The horned puffin is a spectacular looking bird that I was thrilled to see and photograph. Our best views of them were offshore of Gull Island, three miles from the Homer Spit in Kachemak Bay, Kenai Peninsula, Alaska. We also saw them during a small boat cruise into Kenai Fjord National Park out of Seward, Alaska.
|These three puffins are on a large rock jutting out of the ocean near Resurrection Bay outside Seward. The orange-red feet are very apparent.|
|This horned puffin was off Gull Island. The reflections in some of the pictures are fun. I understand sea water does not reflect, which indicates how much glacial melt water is in this water just off the Kenai Peninsula which is full of glaciers.|
We saw them during breeding season when they have a dramatically changed appearance. During breeding season: the normally black bill enlarges to a toucan-like bill that is yellow with a red tip; the grayish-black face turns stark white; a small fleshy "horn" above its eye becomes more pronounced; the eye turns red; the feet yellow feet turn reddish-orange and the back feathers turn darker. The article here has a photo of one during the winter. It does not look like the same bird. The stark white face against the black feathers and the black horn as well as the black eye-stripe reminded me of a Japanese Geisha.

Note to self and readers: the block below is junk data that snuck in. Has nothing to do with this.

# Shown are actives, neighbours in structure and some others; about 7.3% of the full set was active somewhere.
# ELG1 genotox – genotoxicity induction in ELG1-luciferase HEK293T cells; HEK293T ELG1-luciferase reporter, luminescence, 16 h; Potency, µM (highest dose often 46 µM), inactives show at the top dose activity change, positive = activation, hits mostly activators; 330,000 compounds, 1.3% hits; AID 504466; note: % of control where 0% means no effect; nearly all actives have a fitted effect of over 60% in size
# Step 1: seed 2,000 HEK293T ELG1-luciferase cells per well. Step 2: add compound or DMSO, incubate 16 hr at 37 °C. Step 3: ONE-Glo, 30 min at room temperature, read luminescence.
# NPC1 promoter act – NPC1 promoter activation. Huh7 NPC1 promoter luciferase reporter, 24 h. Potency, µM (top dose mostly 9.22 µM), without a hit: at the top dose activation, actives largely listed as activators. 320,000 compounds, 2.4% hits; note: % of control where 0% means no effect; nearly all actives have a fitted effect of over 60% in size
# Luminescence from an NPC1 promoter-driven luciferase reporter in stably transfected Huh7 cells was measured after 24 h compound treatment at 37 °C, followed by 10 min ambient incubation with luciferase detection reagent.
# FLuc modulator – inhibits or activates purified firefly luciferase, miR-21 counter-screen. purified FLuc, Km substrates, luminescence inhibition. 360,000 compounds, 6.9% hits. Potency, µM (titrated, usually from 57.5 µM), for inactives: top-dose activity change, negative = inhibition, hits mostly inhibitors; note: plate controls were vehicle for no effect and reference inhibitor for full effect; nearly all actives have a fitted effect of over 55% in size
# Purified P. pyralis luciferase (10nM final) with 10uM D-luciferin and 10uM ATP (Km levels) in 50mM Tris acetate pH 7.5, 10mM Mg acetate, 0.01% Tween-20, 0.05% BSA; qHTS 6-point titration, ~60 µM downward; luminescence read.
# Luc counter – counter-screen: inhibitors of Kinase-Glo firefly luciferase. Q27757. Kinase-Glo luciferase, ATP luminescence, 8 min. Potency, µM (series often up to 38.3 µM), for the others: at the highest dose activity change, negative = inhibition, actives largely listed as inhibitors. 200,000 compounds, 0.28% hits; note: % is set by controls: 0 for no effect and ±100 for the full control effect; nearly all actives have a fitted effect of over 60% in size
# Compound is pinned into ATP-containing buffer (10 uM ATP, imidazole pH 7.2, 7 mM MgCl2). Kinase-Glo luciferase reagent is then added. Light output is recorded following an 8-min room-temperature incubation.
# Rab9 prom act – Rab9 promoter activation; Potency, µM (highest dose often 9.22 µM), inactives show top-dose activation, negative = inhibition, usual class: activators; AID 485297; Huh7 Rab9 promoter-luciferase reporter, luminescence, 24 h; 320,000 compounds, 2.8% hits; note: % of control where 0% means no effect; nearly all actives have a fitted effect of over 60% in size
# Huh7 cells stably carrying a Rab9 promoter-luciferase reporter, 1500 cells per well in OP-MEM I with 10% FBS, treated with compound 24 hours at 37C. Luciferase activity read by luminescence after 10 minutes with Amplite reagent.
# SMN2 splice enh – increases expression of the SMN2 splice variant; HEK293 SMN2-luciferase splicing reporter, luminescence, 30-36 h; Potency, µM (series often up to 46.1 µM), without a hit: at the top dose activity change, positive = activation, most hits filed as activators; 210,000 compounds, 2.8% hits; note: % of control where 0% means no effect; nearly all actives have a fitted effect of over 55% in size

|I loved seeing them struggle to take-off in flight.|
|The webbed wing is apparent in this photo. It has a reddish tint that is even more apparent in other pictures I have.|
|Here the puffin starts to emerge out of the water.|
|Here it is free of the water except for its legs, leaving little splashes in its wake.|
The horned puffin feeds primarily on fish and it is a tremendous under-water swimmer. Like the tufted puffin, it has short, stocky wings that appear to be webbed to aid under-water swimming, which makes flight more difficult for them. They have to beat their wings constantly and cannot glide.
|I love this double/triple reflection of the head.|